L/Cpl John Fisher, 1st Fd Pk Coy, Military Medal

L/Cpl John Fisher was awarded a Military Medal for his actions at Dieppe.
Spr John Fisher likely in Petawawa 1940
L/Cpl John M Fisher, MM

John Molyneax “Red” Fisher was born in Sarnia, Ontario in 1913. After leaving Sarnia Collegiate Institute and Technical School, he spent a year as a riveter for Imperial Oil before becoming a tinsmith for Howard Mundy Hardware. He enlisted in the Royal Canadian Engineers with his brother Earl "Bill" Fisher in Sarnia on 5 September 1939. He was assigned to  the 1stField Park Company and was initially employed on furnace installations in newly built Army buildings, a job he had learned as a tinsmith.

Red likely trained locally with his unit and then later moved on the Camp Petawawa for more advanced trades training.  He embarked from Saint John, NB on 1 December 1940. The advance elements of the 1st Fd Park Coy had embarked earlier, so with this draft, the 2nd Canadian Division was now complete in England. Like the rest of the 2nd Division engineer units, the 1stField Park Company was busy in south-east England with construction projects, preparing defensive works and training. He had been promoted to Lance Corporal on 1 August 1940, but reverted to Sapper at his own request on 11 April 1941, only to be promoted again on 1 March 1942 as the unit prepared for Operation RUTTER which is the rank he held for Operation JUBILEE.

Red landed with L/Sgt GA Hickson’s party on WHITE BEACH with the task of destroying the telephone exchange and safe in the main post office in the town of Dieppe and then destroy a torpedo dump at the east cliff. The assaulting troops took intense fire from what seemed like all sides and he almost immediately received a shrapnel wound in his right foot. L/Sgt Hickson ordered him out of action and back to the landing craft.  L/Sgt Hickson took command of the escorting infantry platoon (its officer and sergeant were put out of action), and with the remaining sappers, got across the beach and esplanade to the Casino where they were held down, but were nonetheless able to wreak havoc on the German defenders as is told in Sgt Hickson's tribute.  

Red did not stay put as directed.  With Spr Huyck, he made his way to the Casino.  On their way, they destroyed a heavily-armed pill box covering the beach with explosives.  Newspaper accounts of the event added that they killed the gunners in hand to hand combat. Once at the Casino, they re-joined the Hickson party which by this time was a handful of infantrymen and one Spr Price.  The official history of the Royal Canadian Engineers makes perhaps light of what happened next, “the four surviving sappers had a field day blowing in sniper’s nests and cutting through walls with small prepared charges.” In fact, the struggle was harsh and costly.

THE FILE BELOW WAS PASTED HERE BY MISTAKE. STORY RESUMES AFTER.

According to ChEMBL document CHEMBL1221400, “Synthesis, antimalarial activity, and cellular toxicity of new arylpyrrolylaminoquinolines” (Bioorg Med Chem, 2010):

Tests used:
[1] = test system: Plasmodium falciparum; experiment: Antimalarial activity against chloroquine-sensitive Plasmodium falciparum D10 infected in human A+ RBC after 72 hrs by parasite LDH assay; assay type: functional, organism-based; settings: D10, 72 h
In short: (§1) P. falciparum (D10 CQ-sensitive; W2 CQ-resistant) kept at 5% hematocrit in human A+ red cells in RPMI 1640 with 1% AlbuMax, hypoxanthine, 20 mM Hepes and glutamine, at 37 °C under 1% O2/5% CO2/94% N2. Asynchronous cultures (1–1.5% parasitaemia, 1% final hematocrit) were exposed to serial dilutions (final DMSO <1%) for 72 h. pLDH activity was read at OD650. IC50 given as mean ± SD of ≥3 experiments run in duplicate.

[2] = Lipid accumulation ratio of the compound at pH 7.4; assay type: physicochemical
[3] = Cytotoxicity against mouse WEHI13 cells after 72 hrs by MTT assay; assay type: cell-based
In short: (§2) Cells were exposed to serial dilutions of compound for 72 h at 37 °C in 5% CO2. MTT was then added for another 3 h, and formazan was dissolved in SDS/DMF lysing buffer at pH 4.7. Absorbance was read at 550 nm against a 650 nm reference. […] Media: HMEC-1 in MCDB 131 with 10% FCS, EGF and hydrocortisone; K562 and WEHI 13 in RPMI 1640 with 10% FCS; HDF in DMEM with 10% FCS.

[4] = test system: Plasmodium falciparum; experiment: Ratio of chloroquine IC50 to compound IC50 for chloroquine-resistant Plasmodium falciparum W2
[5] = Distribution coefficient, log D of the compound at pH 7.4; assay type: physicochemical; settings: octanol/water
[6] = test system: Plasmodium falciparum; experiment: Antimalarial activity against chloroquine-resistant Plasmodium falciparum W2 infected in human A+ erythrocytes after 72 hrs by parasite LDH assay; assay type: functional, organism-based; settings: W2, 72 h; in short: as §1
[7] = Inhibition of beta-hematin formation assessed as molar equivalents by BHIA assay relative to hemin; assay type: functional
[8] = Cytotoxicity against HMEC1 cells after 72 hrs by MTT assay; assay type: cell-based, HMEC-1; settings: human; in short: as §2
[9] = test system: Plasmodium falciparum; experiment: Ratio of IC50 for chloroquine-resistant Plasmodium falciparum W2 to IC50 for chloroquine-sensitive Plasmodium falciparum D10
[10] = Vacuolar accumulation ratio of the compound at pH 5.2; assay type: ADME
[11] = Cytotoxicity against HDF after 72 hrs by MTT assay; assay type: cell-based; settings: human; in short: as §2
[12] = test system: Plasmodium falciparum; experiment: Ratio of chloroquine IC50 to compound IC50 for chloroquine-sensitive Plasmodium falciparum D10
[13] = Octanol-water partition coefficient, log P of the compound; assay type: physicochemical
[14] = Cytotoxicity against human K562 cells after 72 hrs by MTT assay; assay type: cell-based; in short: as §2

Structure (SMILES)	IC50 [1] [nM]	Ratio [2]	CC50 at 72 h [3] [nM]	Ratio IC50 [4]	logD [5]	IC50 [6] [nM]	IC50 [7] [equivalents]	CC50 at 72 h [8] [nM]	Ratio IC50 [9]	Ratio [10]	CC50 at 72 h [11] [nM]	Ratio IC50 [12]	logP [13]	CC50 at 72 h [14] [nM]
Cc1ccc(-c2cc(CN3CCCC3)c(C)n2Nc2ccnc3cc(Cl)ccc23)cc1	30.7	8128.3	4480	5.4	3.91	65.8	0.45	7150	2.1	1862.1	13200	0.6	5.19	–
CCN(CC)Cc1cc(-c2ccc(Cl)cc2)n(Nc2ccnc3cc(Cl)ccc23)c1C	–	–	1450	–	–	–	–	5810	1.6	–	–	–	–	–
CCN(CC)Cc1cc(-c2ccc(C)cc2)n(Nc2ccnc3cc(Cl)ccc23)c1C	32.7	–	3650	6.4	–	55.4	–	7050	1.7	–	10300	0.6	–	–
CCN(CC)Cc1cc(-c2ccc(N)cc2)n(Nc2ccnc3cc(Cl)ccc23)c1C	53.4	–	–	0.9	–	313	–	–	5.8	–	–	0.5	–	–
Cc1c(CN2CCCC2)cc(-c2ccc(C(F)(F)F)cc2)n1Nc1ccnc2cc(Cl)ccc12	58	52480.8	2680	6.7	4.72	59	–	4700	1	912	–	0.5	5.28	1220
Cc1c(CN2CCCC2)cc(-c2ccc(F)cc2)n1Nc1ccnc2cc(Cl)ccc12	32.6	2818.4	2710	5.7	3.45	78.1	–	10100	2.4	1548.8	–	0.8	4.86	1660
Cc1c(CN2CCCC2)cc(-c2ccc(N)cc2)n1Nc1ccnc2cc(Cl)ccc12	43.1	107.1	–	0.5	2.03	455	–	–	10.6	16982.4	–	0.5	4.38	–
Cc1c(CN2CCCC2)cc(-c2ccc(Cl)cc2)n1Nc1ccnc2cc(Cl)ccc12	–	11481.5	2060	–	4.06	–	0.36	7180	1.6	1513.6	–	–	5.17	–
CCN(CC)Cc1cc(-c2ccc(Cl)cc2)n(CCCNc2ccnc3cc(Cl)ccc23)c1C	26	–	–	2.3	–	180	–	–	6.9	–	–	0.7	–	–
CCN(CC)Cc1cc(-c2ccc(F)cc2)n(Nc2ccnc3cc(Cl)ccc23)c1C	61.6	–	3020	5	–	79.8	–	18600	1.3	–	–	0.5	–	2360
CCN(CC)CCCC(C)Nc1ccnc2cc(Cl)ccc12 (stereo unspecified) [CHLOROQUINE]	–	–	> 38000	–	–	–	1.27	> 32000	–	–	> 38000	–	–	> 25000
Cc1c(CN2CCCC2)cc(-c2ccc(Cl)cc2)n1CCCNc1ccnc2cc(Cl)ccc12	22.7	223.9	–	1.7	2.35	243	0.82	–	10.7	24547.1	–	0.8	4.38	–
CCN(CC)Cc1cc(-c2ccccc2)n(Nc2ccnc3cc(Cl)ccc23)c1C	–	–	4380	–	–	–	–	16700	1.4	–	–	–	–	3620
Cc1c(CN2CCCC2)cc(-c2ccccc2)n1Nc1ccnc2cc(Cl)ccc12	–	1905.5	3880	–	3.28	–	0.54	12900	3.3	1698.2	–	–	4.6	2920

L/Sgt Hickson sent Red and Spr Huyck to make their way to the telephone exchange, while he planned to get there by another route. Fisher and Huyck got as far as the tobacco factory just off the promenade and set it on fire. They were then forced back to the Casino where they worked hard in the evacuation of the wounded and destroyed the remaining demolition packs in the building. For these actions, he was awarded the Military Medal that was presented by King George VI at Buckingham Palace on 7 November 1942.

After recovering from 60 days in hospital, Red re-joined the 1st Field Park Company as they prepared for his second trip to France that would come later in 1944. His spirited nature continued to show as he spent time in detention, forfeited pay and was confined to barracks from time to time. None of this seems to have affected his ability to fight and complete sapper tasks. He landed in Normandy with his company and spent 34 days there before he was wounded by machine gun burst in the leg during the Operation TOTALIZE on the 'Road to Falaise'.  He was subsequently hospitalized for 255 days in England.

While Red was in hospital the first time, he met an English nurse, Mary O'Shea, and they married in 1943. Mary came to Canada in 1944 in an unescorted ship filled with other war brides and gave birth to their first son in October of that year. From the time of his wounding, Red spent over eight more months in an English hospital before returning to Canada for further recovery on 25 April 1945. He remained in the Army until he was discharged on 25 June 1945.  

Red continued to work as a tinsmith and was employed by the Polymer Corporation in Sarnia from the time he returned. He also installed furnaces in homes part-time until his sudden death at the young age of 42 years on 28 January 1955. It is thought that the continuing infections Red suffered as a result of his wounds contributed to his death. Red was an active member of the Sarnia Garrison and a member of the Sergeants Mess. When he died, he was given a military funeral and was honoured with Last Drumhead Service by the Sarnia Garrison.


Immediately upon landing with Lance-Sergeant Hickson's party, Fisher was wounded in the foot and ordered out of action, but later took a Sapper and tried to get into Dieppe. With PHE charges he destroyed a machine gun position, killing the personnel. Unable to proceed because of heavy enemy fire, he returned to the machine gun position when he met an infantry officer with a large number of Sticky Bombs. These were carried forward and placed against the wall of a building on the Esplanade. Fisher detonated them all, setting the partly ruined building on fire. Returning to the Casino he organized returning Royal Canadian Engineer personnel for evacuating and destroying the remaining demolition packs in the building. During the whole operation Lance-Corporal Fisher was an inspiration to all by his display of personal bravery and initiative although wounded.